What would it feel like to operate your very own Independent Bookstore? Doug Robinson knows the feeling and tells Julius Thompson in an Interview!
JT : Describe your life as an independent bookstore?
DR: After selling a small chain of college bookstores to a much larger company and working with them for 2 ½ years I took a sabbatical from the book business. Later, I briefly worked for a former colleague who had several bookstores in the Atlanta area. He eventually decided to close the Emory location and so I asked him if I could buy it from him, which I did in 2003. I then changed the name and changed the format from a Remainder Books only store to a full line bookstore selling used, new and bargain books.
JT : Describe your daily routine?
DR : I usually arrive about 7 AM so I can plan our work for the day. I will stay to about 5:30 unless we have an evening book signing. I deal with the never-ending paperwork, deal with publishers and distributors, maintain our 50,000+ titles (which is controlled by our point-of-sale system), train and supervise 8 booksellers and perform duties with the Southern Independent Booksellers Alliance (I’m current president). I also read and review several books per quarter.
JT: Who are some interesting people from the community and the authors that come to Eagle Eye?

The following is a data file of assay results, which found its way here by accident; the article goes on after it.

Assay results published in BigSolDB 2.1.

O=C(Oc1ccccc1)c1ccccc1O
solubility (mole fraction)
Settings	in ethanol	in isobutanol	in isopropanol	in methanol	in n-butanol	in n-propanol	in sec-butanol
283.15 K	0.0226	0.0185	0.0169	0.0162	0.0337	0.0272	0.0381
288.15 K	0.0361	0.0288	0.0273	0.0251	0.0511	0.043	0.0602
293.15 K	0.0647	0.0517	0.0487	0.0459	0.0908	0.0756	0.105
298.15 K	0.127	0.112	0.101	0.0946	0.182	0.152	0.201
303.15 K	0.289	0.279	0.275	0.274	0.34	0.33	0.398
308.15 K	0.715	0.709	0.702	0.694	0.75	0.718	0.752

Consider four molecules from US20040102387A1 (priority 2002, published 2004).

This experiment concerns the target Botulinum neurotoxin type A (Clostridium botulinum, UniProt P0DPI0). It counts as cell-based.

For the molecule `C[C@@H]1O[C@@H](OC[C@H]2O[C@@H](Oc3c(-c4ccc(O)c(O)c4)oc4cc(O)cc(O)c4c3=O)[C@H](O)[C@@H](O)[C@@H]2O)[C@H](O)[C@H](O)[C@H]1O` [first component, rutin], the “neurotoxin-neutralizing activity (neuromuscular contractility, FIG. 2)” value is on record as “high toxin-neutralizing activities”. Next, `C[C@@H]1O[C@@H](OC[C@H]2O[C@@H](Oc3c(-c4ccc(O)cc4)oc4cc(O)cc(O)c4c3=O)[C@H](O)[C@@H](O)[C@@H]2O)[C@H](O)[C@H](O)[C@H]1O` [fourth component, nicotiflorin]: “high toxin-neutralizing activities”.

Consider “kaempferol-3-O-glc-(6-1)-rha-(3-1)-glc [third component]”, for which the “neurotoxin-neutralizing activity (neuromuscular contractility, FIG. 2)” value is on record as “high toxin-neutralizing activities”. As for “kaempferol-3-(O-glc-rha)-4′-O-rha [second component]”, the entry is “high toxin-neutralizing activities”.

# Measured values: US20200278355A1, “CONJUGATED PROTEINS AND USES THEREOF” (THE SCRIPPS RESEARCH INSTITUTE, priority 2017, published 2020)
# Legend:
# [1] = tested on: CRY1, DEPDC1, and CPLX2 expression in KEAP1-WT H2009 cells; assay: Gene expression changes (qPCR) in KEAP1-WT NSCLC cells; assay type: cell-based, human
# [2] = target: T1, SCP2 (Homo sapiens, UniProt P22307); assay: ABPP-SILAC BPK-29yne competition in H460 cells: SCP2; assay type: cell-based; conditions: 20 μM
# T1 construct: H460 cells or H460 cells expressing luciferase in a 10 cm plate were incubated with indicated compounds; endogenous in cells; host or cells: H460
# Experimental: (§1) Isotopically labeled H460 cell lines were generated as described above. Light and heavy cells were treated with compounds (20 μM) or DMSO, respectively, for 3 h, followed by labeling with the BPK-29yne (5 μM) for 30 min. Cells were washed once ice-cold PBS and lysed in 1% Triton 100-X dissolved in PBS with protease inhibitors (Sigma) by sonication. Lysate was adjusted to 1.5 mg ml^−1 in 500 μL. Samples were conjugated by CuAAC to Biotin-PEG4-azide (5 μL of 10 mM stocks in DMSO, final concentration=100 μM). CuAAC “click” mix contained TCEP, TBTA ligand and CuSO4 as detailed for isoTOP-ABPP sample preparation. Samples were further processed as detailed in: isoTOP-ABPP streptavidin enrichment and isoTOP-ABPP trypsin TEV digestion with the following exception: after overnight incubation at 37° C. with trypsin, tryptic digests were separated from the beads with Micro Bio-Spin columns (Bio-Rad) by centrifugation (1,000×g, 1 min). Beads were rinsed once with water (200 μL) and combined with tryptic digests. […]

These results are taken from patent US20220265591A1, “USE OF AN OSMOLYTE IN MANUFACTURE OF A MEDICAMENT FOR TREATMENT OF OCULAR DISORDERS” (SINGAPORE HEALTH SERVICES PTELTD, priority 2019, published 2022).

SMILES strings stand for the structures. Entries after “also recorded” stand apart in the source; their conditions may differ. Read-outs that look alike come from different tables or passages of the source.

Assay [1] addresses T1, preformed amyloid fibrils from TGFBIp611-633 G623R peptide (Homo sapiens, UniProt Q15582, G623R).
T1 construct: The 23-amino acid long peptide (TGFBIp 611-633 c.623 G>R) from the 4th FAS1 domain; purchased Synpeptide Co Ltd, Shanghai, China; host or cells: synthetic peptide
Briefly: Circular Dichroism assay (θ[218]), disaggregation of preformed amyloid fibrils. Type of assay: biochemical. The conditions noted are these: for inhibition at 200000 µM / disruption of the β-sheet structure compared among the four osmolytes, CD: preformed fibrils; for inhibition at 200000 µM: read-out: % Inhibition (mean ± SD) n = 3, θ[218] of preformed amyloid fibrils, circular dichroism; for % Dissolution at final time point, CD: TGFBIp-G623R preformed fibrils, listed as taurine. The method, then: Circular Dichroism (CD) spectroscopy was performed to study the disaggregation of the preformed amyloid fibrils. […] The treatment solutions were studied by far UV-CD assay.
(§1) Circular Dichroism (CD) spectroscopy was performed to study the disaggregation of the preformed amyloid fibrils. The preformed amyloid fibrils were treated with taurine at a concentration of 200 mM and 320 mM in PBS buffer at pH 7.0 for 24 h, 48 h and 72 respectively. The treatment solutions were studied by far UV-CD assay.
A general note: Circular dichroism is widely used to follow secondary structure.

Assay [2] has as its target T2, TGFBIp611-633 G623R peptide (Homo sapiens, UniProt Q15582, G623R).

DR: Decatur and the Emory/Druid Hills area has it own set of “interesting” people—from the Emory faculty, staff and students to the patients and visitors to the nearby VA hospital.
The many authors that come to EE to have a book signing are full of stories, true and fictional. One of my favorites is Jedwin Smith. He teaches a non-fiction writing class in EE’s Reading Room and draws on his experiences as a US Marine, an AJC journalist and author of several books. My favorite is Fatal Treasure: Greed and Death, Emeralds and Gold, and the Obsessive Search for the Legendary Ghost Galleon Atocha .
JT: What makes an Independent book store?
DR: EE (Eagle Eye) is the quintessential “Mom and Pop” business. My wife, Diane, works at EE taking care of our Children’s sections. Our son, Charles handles most of the buying and author event proposals.
We’ve operated the store for 15 years at the same location, which is at a very busy crossroad of Clairmont and N. Decatur Road. We are one mile from Emory’s main gate and 1 mile from the center of Decatur.
JT: What are your other outlets?
DR : I love fishing and hoped to study Marine Biology in college but later realized it wasn’t as much fun as catching and eating fish. As a kid I was always reading, fiction (Hardy Boys) and non-fiction (Boy’s Life) and anything else I could find. My church had a great library and I spent a lot of time there.
JT: What authors come to Eagle Eye?
DR :We have many wannabe authors to come to EE. The most successful ones develop a relationship with our store.
JT: What do you like to read?
DR: Non-Fiction: Birds Great Metro Atlanta, anything by Neil Gaiman, Bad Cat.
JT: Describe your relationship with your animal friends at the store?
DR: We are a dog friendly store and routinely have two dogs laying around in EE. We have six dogs—Calypso, Gypsy, Gretl, Jaxson Brown, Holly and Reddy—who visit from time to time, though not all of them at the same time!
JT: How should people find time to read more books?
DR: Yes, turn off the computer, the TV, the I-pad, the smart phone, the radio and read a book.